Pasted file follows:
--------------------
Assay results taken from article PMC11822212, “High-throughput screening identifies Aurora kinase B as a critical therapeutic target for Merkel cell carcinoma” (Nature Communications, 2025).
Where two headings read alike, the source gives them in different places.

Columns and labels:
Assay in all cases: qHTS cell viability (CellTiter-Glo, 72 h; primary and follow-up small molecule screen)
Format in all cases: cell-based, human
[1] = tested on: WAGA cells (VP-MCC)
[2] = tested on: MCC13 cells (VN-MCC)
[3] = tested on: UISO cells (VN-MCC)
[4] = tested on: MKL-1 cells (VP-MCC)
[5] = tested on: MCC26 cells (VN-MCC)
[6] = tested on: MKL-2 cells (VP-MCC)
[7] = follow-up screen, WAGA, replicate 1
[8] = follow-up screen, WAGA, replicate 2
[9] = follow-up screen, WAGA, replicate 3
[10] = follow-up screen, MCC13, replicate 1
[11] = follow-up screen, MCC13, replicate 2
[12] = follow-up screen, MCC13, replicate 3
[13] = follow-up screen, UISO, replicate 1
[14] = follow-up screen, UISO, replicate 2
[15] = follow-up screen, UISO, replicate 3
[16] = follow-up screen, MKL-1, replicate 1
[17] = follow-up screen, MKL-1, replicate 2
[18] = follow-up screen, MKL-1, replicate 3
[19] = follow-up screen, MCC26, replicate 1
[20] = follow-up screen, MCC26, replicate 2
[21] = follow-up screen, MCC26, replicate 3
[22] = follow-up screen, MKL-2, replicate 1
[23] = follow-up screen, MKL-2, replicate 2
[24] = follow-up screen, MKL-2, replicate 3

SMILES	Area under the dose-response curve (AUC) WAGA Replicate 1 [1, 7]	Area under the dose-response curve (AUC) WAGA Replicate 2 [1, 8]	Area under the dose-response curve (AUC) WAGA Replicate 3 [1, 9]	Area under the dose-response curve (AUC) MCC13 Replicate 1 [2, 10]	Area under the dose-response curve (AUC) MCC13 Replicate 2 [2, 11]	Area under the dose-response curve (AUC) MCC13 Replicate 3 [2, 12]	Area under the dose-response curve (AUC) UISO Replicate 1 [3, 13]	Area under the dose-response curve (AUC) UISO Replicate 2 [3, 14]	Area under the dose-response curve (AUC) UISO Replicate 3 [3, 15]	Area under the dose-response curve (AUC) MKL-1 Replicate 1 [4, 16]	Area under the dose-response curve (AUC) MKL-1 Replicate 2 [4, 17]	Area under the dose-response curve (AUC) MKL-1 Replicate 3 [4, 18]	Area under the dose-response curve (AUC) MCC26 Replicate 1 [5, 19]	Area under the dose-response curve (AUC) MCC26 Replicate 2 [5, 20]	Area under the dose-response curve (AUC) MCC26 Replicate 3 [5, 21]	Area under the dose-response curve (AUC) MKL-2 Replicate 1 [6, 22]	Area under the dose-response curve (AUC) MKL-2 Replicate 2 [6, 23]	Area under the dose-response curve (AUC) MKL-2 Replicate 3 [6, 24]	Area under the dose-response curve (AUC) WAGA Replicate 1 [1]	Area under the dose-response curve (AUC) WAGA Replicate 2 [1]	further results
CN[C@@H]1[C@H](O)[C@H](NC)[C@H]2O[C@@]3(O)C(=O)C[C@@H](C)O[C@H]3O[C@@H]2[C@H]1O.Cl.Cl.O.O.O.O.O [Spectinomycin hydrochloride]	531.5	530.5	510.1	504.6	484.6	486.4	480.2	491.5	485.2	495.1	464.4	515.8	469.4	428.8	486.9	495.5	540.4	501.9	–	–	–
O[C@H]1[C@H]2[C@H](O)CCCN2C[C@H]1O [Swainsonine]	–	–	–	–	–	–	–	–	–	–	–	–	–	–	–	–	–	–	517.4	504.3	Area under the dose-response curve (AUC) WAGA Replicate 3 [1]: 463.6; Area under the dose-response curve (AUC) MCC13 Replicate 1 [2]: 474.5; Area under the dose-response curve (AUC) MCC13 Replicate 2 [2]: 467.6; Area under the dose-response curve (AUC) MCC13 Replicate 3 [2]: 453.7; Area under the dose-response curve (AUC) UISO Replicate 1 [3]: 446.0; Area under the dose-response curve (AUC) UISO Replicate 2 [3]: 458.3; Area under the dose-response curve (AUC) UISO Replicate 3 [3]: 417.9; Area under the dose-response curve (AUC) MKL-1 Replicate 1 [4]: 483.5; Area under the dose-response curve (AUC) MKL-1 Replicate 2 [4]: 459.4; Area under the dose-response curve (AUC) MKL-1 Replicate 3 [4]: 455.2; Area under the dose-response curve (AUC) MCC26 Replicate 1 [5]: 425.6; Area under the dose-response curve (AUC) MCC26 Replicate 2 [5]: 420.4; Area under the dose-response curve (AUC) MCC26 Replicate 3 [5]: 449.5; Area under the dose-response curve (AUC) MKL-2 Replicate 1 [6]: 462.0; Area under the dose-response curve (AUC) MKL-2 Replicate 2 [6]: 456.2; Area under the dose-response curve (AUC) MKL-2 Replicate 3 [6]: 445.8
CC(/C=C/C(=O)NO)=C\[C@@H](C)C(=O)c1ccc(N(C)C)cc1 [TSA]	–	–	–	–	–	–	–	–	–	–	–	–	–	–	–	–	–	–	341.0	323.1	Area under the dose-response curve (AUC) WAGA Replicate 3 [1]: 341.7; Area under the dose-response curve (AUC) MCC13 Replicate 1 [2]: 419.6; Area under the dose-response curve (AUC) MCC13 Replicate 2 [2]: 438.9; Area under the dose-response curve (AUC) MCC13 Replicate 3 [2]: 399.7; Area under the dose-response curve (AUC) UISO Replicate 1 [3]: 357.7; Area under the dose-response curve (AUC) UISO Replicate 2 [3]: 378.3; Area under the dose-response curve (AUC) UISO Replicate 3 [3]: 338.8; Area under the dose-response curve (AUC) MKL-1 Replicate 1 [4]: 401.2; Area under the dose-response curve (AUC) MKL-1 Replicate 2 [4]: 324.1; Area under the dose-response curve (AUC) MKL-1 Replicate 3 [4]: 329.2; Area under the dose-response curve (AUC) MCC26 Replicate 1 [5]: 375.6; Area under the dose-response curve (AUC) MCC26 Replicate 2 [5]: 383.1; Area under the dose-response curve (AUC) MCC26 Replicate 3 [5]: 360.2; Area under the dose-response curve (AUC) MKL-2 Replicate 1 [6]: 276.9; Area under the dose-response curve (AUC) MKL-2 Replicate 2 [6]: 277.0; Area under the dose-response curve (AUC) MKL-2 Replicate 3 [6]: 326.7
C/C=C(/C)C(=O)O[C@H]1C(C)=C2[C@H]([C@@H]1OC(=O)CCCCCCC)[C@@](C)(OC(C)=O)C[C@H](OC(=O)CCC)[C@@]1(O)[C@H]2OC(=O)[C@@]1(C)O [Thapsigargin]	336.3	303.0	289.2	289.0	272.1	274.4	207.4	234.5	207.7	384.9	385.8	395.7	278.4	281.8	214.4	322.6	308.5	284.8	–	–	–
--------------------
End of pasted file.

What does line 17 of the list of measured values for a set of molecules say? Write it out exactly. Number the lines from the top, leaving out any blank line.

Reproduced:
[12] = follow-up screen, MCC13, replicate 3